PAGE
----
This post was originally published on Siv Scripts
Even though my development folders are well organized, I still have to feel my way around the filesystem when I'm looking for a project directory. It's like trying to find a lightswitch in a dark room: a
cd here, an
ls there, maybe a
find when I'm stuck.
I always get to where I want to go, but not without some frustration along the way. Plus, all the seconds spent navigating directories starts to add up.
Wait a minute. I use bookmarks in my browser, so why am I not using them in my shell?
A quick Google search led me to Bashmarks. Absolute game changer. I can move around the filesystem with ease.
In this Quick Hit, we will explore Bashmarks, walk through the installation process, and get a feel of the most commonly used commands.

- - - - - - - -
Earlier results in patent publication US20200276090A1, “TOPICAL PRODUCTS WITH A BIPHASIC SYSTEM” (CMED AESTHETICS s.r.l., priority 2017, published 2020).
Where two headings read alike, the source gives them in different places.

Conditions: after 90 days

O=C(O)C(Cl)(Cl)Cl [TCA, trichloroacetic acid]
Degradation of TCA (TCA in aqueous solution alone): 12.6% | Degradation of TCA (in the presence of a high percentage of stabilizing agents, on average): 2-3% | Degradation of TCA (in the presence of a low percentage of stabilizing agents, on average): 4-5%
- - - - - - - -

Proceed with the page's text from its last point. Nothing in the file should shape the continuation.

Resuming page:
It supports tab completion (!!!) and has a very simple interface with only 5 commands to memorize.
Download the files into a temporary directory and install using GNU make:
mkdir temp && cd temp git clone git://github.com/huyng/bashmarks.git cd bashmarks make install echo "source ~/.local/bin/bashmarks.sh" >> ~/.bash_profile source ~/.bash_profile
And we're good to go!
s <bookmark_name> - Saves the current directory as "bookmark_name" g <bookmark_name> - Goes (cd) to the directory associated with "bookmark_name" p <bookmark_name> - Prints the directory associated with "bookmark_name" d <bookmark_name> - Deletes the bookmark l - Lists all available bookmarks
Bashmarks is a tool that increases developer productivity.
Do you have an interesting terminal workflow or trick to share? Please comment below!